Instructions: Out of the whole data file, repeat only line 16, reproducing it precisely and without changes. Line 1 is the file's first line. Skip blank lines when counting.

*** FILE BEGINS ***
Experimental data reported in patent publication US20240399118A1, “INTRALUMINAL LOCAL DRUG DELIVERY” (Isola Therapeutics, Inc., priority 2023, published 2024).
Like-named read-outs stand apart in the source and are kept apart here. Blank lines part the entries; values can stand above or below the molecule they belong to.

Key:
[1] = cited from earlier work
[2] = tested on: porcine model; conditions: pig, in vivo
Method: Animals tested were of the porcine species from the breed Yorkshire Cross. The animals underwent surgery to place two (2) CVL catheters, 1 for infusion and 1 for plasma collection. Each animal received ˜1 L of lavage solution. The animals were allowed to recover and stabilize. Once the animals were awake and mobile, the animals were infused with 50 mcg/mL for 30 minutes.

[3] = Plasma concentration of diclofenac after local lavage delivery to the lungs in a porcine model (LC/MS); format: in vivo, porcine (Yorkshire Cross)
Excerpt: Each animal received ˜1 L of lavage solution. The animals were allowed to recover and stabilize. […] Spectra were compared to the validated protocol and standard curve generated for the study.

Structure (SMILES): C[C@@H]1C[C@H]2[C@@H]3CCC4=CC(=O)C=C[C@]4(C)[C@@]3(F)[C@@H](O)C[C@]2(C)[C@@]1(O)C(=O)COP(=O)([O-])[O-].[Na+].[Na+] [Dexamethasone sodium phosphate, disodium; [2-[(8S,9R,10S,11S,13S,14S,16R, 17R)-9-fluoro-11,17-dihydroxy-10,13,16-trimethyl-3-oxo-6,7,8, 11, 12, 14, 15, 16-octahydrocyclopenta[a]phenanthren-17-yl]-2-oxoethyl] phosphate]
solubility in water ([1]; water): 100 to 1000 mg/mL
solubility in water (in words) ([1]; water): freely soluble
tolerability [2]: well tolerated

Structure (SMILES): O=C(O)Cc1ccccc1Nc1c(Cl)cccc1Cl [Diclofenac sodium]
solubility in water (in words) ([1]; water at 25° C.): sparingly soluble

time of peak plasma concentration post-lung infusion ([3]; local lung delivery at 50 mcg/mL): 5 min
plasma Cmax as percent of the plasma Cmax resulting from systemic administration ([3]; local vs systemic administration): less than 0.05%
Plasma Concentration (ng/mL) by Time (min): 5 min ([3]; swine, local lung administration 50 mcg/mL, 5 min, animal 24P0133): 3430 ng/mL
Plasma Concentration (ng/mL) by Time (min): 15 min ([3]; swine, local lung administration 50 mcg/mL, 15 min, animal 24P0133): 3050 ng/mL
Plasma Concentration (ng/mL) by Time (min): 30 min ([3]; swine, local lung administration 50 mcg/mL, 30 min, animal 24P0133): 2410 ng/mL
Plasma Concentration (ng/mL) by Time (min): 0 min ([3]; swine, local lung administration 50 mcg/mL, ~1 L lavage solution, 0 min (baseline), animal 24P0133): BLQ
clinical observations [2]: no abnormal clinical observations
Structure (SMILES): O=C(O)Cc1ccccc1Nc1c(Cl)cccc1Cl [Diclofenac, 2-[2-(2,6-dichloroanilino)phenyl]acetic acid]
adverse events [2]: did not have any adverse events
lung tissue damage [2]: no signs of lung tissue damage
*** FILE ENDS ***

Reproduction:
plasma Cmax as percent of the plasma Cmax resulting from systemic administration ([3]; local vs systemic administration): less than 0.05%